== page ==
Love letters and novels are the places for passionate emotions. Generally, business correspondence should be more objective. Ok, you can be really excited about a new venture, or happy that something has been a success, but if you’re furious with a colleague or you want to give someone a piece of your mind in a complaint, try to wait till you’ve calmed down before you start to type. Or at least, type a draft, go for a coffee or a walk, and then decide whether you still want to send it!

7. Think about the structure and length of your text

Think about the reason for your text before you send it off. If you’re asking for something, is it clear what the other person needs to do? If you’re complaining about something, have you set out the facts and the problem in a logical way? If you are talking about a problem, have you explained enough so that the other person can follow what’s happened, even if they haven’t been directly involved? Do all of your sentences add value? Nobody likes repetition!

8. Is writing the best option?

I generally prefer people to write to me. As someone who provides training, it would drive me crazy if my phone kept going off all the time, even if it is on silent, because in most cases the conversations I need to have with people are either in the training session or by email.

However, there are some situations in which a phone call or personal conversation would be better. This is particularly true if it’s bad news, trying to deal with problems between colleagues, or something that is likely to make the other person worried or upset.

9.What would happen if other people read it?

Sometimes things are better when they’re not in writing. Maybe I just spent too much time working with lawyers, but I’m very careful about what I put in writing, especially if it’s something that wouldn’t look good if it got into the wrong hands. Email accounts get hacked. Papers get left on trains. People share things when they’re not supposed to. Sometimes people can’t be trusted. I’m not talking about criminal activity, but I tend to keep certain more controversial things only for spoken conversations, because I don’t want emails to be used against me by people who might want to take a few sentences out of context. This isn’t so relevant now that I work for myself, but it was something I considered when working for a larger company.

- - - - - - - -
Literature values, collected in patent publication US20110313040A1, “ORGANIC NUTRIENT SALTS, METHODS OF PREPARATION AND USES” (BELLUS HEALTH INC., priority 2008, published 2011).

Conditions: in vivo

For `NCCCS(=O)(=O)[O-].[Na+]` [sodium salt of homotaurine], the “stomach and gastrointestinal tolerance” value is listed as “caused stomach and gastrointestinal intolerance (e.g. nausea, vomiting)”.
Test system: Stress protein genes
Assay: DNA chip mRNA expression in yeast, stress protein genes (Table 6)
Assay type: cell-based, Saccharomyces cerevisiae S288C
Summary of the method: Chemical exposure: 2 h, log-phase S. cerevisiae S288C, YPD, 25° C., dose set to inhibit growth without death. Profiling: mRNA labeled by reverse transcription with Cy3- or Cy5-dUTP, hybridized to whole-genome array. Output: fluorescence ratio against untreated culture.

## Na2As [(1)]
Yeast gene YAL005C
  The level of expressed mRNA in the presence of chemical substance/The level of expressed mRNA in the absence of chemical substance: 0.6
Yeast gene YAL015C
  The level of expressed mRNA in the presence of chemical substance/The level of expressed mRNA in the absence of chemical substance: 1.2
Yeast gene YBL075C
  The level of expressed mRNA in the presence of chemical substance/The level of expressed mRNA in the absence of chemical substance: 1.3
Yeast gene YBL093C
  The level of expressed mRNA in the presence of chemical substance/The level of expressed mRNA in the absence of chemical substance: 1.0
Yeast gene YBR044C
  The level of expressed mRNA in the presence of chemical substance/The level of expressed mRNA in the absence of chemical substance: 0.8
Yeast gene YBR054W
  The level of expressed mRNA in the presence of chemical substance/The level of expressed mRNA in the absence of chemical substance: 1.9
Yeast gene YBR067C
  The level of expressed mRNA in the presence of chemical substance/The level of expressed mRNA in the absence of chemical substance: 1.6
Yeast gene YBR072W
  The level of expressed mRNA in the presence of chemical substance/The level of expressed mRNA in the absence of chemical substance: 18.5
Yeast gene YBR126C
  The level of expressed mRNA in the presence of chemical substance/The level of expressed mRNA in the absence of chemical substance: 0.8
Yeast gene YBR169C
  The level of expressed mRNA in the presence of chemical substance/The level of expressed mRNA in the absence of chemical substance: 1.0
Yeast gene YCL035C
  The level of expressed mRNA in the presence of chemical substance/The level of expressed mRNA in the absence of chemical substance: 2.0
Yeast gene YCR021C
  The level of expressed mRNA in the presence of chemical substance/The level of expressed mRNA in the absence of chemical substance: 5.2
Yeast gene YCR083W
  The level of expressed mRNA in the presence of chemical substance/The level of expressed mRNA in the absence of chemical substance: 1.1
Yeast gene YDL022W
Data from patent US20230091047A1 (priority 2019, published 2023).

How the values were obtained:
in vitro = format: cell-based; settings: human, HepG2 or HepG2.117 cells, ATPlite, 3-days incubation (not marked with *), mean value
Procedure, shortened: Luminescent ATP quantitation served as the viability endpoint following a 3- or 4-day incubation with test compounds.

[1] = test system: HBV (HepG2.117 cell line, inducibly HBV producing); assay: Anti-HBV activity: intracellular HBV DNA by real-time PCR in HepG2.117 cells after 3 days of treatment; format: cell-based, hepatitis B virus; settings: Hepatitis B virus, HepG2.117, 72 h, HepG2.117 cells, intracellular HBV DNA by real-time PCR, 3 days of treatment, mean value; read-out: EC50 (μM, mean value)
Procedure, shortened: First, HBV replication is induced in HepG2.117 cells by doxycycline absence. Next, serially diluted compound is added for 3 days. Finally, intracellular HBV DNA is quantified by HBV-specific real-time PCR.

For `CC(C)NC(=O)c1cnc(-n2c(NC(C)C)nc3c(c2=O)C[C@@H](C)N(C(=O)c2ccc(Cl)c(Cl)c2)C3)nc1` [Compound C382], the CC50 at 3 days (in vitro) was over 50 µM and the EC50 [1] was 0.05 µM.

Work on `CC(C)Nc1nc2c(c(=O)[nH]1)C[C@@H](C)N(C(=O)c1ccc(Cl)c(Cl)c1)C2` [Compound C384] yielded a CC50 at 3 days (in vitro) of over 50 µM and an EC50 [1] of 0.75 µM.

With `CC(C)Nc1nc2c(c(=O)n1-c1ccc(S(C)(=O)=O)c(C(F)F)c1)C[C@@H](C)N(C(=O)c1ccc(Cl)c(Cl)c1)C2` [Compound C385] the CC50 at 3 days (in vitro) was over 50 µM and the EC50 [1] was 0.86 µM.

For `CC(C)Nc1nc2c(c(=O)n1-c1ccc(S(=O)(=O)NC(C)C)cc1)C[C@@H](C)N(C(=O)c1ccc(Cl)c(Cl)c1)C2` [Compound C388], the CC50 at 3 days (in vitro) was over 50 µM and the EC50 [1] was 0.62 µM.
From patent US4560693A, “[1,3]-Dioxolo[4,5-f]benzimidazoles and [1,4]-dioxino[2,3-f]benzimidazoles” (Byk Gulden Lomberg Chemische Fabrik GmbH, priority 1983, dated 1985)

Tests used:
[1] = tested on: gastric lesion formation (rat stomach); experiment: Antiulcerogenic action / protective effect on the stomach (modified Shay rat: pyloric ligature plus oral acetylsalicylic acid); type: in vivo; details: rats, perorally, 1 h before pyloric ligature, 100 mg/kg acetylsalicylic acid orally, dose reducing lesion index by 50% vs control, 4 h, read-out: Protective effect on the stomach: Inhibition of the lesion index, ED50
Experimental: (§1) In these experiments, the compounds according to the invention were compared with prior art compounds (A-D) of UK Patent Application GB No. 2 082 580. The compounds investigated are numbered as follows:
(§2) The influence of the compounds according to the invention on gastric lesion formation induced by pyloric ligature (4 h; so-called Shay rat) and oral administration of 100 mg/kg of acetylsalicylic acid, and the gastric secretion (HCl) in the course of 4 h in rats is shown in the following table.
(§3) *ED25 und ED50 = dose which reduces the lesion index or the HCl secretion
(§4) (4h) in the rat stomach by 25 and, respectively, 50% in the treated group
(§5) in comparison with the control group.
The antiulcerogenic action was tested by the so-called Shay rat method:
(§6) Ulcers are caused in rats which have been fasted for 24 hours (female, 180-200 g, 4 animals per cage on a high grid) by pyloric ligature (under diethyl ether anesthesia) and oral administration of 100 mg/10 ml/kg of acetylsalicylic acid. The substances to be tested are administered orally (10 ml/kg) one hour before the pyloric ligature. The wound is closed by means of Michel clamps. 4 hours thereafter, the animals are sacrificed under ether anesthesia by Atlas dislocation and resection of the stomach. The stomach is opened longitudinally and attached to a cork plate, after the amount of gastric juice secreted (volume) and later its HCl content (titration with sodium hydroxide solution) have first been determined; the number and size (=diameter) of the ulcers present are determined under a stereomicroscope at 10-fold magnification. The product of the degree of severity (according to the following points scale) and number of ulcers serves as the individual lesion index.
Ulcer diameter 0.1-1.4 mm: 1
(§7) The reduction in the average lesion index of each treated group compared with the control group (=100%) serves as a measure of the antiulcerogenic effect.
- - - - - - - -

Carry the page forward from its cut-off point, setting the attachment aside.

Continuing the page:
10. How does the message sound when you read it aloud?

It might look ok to you on the page, but how does it sound when you speak the words? Does it sound as though you’re barking orders at someone? Does it sound confused? Make sure that if you got this email, you’d feel ok with it in terms of the tone and wording.

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If you want to read more about effective communication, why not visit my resources for good communication page?

Also, if you want to develop your writing for different situations, this is something that I look at more closely in my writing course.

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Summer weather idioms

We’ve had the wintry weather idioms about wind, rain, and snow. Now it’s time to talk about blue skies and sunshine!

1. A ray of sunshine

If someone is a ray of sunshine, they bring a positive mood with them or make other people happy, in the same way as a real ray of sunshine.
You should come in more often! You’re a ray of sunshine in this dreary office!

2. A fair weather friend

Fair weather is like good weather. A fair weather friend is someone who only wants to be your friend when things are going well. When life gets tough and the storms come, this so-called friend won’t stick around. So this isn’t a true friend, but a superficial one who only stays for the good times.
I don’t need fair weather friends who disappear at the first sign of trouble!

3. Chasing rainbows

A rainbow is in the sky, and however hard you try, you’ll never be able to catch one. Therefore, trying to chase one is a pointless exercise. If people are chasing rainbows, they have completely unrealistic hopes, ambitions or expectations.
You need to stop chasing rainbows and accept that this idea is not going to work. It would be better if you put your energy into something else.

4. Come rain or shine